Thus the object of the invention is achieved by the provision of a package of an aerosol type dispenser having a container, a dispensing valve means on said container having a nozzle means on the outside of the container with a passage extending longitudinally therethrough and at least one lateral passage opening into said longitudinal passage, separate flow paths through said valve means to said nozzle means, one path extending to said central passage and the other path extending to said lateral passage, valve actuating means forming part of said valve means and including obturating means, said valve having a main flow path extending to said obturating means and obturating means obturating said main flow path and being movable to the open position upon actuating of said valve actuating means, dip tube means extending from said valve means to near the bottom of said container and being in communication with said main flow path where it is connected to said valve means, a body of a solution of a product to be dispensed in said container and filling said container to a level below the top of the container for leaving a space in the upper part of said container above said body of solution, and carbon dioxide in solution in the solution and in gaseous form in the space in said container above said body of solution and in equilibrium with the solution.
These objects and other objects will become apparent from the following description, taken together with the accompanying drawings, in which:
FIG. 1 is a sectional view of the aerosol type dispensing package according to the present invention;
FIG. 2 is a fragmentary enlarged sectional view of the dispensing valve means of the aerosol type dispensing package of FIG. 1, with the parts in the rest of non-dispensing position;
FIG. 3 is a view similar to FIG. 2 with the parts in the dispensing position; and
FIG. 4 is a view similar to FIG. 2 of a slightly modified form of valve means.
Referring to FIGS. 1-3, the container and dispensing means for the aerosol type dispensing package of the present invention has a container 11 which has a container top wall cover portion 12 at the upper end thereof. The container holds a body 13 of a solution of a solvent containing the product to be dispensed and dissolved carbon dioxide, and further contains in the space 14 above the body of the solution a supply of gaseous carbon dioxide under pressure in equilibrium with the solution. The gaseous carbon dioxide exerts a pressure directly on the liquid 13.
Dispensing valve means is provided on the container 11 which comprises a support 15 having a partially hollow stem 16 movably mounted therein. The support 15 is mounted on the underside of a mounting member in the form of a mounting cup 17. In the present arrangement, the central portion of the mounting cup 17 is bent over the upper end of the support 15 and secured thereto by an annular crimp 18 which is deformed under the overhanging edge of the upper portion of support 15. The mounting cup has a lip 19 which overhangs a corresponding upwardly projecting annular portion on the container top wall, and the cup 17 is sealed to the annular portion by a flow-in gasket (not shown). The mounting cup 17 has a central opening 17a through which the stem 16 is freely movable, and secured between the upper end of the support 15 and the cup 17 is an obturating means in the form of a sealing gasket 21, which will be described in greater detail hereinafter.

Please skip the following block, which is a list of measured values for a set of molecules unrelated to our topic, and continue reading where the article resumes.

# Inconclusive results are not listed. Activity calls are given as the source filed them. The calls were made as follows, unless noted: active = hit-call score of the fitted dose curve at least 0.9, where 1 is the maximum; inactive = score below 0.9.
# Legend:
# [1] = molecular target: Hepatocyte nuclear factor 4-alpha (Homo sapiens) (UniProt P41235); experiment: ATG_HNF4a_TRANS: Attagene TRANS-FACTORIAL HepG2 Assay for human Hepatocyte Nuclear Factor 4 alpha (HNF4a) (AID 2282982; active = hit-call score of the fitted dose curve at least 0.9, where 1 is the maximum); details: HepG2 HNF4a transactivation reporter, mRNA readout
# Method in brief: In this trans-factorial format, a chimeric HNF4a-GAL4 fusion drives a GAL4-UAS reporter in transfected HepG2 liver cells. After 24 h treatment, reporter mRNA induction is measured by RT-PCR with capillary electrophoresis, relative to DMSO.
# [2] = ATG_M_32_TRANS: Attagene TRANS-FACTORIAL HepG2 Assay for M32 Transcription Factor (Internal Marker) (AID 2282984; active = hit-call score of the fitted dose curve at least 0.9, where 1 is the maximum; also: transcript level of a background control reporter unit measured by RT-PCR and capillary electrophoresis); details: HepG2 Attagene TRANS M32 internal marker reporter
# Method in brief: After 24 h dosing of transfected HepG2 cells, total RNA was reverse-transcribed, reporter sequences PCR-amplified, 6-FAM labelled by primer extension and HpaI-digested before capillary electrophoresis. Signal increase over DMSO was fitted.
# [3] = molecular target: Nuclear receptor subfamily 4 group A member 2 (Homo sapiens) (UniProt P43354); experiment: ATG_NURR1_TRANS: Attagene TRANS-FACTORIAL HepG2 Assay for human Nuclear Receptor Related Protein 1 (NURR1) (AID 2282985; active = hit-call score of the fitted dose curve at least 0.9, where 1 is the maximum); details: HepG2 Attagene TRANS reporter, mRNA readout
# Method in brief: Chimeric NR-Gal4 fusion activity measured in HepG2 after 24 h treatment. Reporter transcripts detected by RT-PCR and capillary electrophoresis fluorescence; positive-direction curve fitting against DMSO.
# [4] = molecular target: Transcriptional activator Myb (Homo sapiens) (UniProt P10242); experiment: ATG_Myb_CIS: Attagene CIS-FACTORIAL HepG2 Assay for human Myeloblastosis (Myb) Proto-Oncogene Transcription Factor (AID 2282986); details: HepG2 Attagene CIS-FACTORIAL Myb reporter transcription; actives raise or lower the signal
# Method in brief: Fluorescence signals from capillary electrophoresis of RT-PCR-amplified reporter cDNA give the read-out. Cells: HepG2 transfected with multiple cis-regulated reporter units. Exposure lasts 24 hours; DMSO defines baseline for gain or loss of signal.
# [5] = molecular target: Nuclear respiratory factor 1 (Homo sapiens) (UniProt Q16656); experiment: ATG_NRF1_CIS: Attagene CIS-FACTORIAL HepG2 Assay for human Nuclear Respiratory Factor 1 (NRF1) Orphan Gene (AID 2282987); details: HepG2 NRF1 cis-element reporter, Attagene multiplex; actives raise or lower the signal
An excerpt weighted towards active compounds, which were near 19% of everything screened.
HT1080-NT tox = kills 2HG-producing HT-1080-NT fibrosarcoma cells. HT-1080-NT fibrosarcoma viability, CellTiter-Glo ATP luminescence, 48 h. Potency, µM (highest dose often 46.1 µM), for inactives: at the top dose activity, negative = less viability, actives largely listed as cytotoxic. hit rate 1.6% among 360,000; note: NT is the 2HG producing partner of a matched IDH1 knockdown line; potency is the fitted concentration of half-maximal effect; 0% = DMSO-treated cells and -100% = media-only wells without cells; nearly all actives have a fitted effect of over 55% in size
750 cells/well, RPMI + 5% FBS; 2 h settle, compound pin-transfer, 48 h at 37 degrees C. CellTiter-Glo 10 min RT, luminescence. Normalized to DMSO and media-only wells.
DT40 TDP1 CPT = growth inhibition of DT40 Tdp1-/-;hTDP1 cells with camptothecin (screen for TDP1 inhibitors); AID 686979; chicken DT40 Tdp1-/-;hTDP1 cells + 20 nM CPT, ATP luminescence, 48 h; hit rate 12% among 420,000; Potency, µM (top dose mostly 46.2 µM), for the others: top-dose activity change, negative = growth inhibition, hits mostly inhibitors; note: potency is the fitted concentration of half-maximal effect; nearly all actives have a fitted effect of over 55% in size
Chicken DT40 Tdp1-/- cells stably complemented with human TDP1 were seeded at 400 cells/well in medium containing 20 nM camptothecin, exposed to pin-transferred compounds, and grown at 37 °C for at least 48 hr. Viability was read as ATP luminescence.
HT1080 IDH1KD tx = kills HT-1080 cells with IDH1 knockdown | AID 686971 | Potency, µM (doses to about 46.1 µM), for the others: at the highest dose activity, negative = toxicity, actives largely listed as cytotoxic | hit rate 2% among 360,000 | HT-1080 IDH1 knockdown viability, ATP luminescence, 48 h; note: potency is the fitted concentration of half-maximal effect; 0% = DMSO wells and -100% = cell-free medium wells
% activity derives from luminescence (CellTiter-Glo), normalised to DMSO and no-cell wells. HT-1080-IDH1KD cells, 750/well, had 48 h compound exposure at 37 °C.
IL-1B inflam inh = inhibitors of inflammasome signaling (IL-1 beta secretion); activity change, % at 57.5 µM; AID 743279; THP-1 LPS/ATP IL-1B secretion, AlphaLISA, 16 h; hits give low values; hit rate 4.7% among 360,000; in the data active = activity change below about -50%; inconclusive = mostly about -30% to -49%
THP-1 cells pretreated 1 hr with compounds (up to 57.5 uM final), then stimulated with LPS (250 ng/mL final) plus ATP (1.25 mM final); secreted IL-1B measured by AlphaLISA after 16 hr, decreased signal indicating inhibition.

Immediately below the gasket 21 on the stem 16 is a flange 22 which has an upwardly projecting annular lip 23 which, when the stem is in the rest or raised position as shown in FIG. 2, engages tightly against the sealing gasket 21. The lower portion of the stem 16 and the flange 22 are positioned within the hollow interior 24 of the support 15. In the bottom of the hollow interior 24 is a recess 24a from which a downwardly extending bore 24b extends.
A spring 26 is held between the bottom of the flange 22 and the lower end of the recess 24a, and urges the stem 16 in the upward direction.
The hollow stem 16 has a lateral opening 16b opening out of the longitudinal central duct 16a of the stem.
Fitted onto the lower end of the support 15 is a tail piece 28. A dip-tube 31 has the upper end fitted into the tailpiece 28, and has the lower end extending downwardly to a position near the bottom of the container 11.
Along the outer portion of the upper end of the stem 16 is at least one groove 16d which terminates at a pushbutton receiving projection 32 on the upper end of the stem 16.
Valve actuating means is provided in the form of a pushbutton 33 having a downwardly extending inner sleeve 33c fitted tightly over the upper end of the stem 16 and has nozzle means in the form of a nozzle insert 34 set into a cavity 33a in the pushbutton 33 so as to leave a propellant supply chamber 33b around the nozzle insert. The hollow interior of inner sleeve 33c communicates with the rear of the recess 33a. A depending outer sleeve 33d fits over the outside of the stem 16 so as to enclose the groove 16d, and the space between the inner sleeve 33c and the outer sleeve 33d communicates with the propellant supply chamber 33b.
The nozzle insert 34 has a central Venturi passage 34a therethrough from the rear of recess 33a and laterally extending propellant supply passages 34b extending laterally into the propellant supply chamber 33b.